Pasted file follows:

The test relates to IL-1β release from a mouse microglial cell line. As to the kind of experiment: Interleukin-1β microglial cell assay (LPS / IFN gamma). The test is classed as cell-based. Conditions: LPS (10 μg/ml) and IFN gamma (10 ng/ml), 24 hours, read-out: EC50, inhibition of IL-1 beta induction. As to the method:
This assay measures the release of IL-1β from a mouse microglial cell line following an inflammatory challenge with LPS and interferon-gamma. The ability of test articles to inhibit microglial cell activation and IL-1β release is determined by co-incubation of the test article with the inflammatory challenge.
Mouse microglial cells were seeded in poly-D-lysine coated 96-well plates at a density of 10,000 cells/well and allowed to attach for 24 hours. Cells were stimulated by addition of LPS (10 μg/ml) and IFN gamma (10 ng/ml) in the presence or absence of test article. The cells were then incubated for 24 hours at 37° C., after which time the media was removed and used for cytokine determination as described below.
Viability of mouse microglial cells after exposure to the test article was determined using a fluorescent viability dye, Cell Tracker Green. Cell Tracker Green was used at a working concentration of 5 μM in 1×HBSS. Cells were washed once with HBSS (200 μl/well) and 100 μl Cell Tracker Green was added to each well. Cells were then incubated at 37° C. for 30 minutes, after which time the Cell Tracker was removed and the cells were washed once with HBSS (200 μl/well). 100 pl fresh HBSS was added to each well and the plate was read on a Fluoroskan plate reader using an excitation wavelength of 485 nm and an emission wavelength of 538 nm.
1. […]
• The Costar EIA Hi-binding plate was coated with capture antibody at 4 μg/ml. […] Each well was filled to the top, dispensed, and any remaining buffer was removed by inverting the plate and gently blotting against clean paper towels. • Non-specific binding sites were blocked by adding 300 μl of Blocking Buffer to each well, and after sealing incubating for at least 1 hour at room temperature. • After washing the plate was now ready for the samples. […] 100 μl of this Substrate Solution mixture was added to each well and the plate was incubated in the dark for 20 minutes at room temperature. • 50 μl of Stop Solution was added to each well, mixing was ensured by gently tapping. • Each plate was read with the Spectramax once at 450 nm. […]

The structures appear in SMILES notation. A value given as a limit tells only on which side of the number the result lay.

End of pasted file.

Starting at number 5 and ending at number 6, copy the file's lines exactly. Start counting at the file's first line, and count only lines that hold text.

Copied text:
1. […]
• The Costar EIA Hi-binding plate was coated with capture antibody at 4 μg/ml. […] Each well was filled to the top, dispensed, and any remaining buffer was removed by inverting the plate and gently blotting against clean paper towels. • Non-specific binding sites were blocked by adding 300 μl of Blocking Buffer to each well, and after sealing incubating for at least 1 hour at room temperature. • After washing the plate was now ready for the samples. […] 100 μl of this Substrate Solution mixture was added to each well and the plate was incubated in the dark for 20 minutes at room temperature. • 50 μl of Stop Solution was added to each well, mixing was ensured by gently tapping. • Each plate was read with the Spectramax once at 450 nm. […]